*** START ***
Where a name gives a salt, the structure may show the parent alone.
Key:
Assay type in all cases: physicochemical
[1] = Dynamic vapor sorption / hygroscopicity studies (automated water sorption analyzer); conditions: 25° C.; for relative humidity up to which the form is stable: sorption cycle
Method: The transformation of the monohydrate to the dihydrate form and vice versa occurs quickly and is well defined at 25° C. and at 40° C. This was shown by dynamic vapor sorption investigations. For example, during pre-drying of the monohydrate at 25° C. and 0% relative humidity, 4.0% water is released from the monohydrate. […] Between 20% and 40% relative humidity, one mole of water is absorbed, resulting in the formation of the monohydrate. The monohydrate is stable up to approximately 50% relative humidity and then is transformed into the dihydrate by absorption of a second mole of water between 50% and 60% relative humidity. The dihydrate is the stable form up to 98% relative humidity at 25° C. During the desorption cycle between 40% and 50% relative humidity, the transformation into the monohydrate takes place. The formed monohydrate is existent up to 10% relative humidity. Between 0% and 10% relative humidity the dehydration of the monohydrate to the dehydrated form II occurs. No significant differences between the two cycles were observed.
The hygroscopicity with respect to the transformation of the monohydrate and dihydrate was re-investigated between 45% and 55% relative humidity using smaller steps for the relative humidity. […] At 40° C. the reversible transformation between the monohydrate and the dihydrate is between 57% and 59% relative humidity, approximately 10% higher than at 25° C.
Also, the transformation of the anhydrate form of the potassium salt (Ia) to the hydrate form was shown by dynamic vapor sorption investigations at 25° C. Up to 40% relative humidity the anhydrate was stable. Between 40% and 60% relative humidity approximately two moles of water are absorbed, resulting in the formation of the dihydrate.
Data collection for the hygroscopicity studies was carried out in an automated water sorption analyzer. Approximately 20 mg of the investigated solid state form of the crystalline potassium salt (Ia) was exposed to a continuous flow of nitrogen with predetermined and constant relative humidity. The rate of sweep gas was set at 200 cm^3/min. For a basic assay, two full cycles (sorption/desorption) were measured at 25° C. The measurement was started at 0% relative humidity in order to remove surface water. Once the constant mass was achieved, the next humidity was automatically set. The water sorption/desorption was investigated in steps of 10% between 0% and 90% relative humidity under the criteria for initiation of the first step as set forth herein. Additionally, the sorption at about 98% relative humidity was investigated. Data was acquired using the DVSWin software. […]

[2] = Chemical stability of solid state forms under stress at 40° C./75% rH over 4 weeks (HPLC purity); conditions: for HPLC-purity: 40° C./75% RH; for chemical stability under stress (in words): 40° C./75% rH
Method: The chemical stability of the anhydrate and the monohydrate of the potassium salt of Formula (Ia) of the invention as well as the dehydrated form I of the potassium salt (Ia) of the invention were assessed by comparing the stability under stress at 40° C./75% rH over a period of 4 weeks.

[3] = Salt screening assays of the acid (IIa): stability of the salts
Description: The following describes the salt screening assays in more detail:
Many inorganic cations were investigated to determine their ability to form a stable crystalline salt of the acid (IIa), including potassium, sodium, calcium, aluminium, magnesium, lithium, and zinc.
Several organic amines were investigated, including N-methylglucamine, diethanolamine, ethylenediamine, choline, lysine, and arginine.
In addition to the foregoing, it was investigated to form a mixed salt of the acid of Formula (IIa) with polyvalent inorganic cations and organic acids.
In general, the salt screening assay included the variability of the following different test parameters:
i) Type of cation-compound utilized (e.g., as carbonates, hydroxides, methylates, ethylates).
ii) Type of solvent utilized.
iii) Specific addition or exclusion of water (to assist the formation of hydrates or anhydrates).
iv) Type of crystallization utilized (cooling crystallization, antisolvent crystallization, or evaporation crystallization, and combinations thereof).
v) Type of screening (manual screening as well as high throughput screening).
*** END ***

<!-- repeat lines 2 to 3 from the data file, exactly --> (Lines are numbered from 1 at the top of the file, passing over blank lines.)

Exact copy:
Key:
Assay type in all cases: physicochemical